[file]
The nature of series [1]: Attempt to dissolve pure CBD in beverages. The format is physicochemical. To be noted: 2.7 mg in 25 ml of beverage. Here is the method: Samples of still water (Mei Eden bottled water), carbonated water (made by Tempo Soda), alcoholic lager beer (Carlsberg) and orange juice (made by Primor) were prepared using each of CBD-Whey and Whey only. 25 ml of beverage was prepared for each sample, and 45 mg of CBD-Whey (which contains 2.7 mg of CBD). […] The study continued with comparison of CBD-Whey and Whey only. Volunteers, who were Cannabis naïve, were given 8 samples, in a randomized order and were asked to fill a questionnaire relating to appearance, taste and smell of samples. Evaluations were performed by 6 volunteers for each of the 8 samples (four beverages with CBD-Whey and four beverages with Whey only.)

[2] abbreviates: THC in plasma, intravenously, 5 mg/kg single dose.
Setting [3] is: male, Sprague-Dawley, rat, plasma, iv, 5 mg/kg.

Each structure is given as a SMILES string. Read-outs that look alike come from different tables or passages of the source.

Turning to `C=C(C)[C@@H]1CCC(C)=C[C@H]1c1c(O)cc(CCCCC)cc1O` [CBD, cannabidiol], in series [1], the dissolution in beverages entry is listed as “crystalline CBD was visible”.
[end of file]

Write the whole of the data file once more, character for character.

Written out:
The nature of series [1]: Attempt to dissolve pure CBD in beverages. The format is physicochemical. To be noted: 2.7 mg in 25 ml of beverage. Here is the method: Samples of still water (Mei Eden bottled water), carbonated water (made by Tempo Soda), alcoholic lager beer (Carlsberg) and orange juice (made by Primor) were prepared using each of CBD-Whey and Whey only. 25 ml of beverage was prepared for each sample, and 45 mg of CBD-Whey (which contains 2.7 mg of CBD). […] The study continued with comparison of CBD-Whey and Whey only. Volunteers, who were Cannabis naïve, were given 8 samples, in a randomized order and were asked to fill a questionnaire relating to appearance, taste and smell of samples. Evaluations were performed by 6 volunteers for each of the 8 samples (four beverages with CBD-Whey and four beverages with Whey only.)

[2] abbreviates: THC in plasma, intravenously, 5 mg/kg single dose.
Setting [3] is: male, Sprague-Dawley, rat, plasma, iv, 5 mg/kg.

Each structure is given as a SMILES string. Read-outs that look alike come from different tables or passages of the source.

Turning to `C=C(C)[C@@H]1CCC(C)=C[C@H]1c1c(O)cc(CCCCC)cc1O` [CBD, cannabidiol], in series [1], the dissolution in beverages entry is listed as “crystalline CBD was visible”.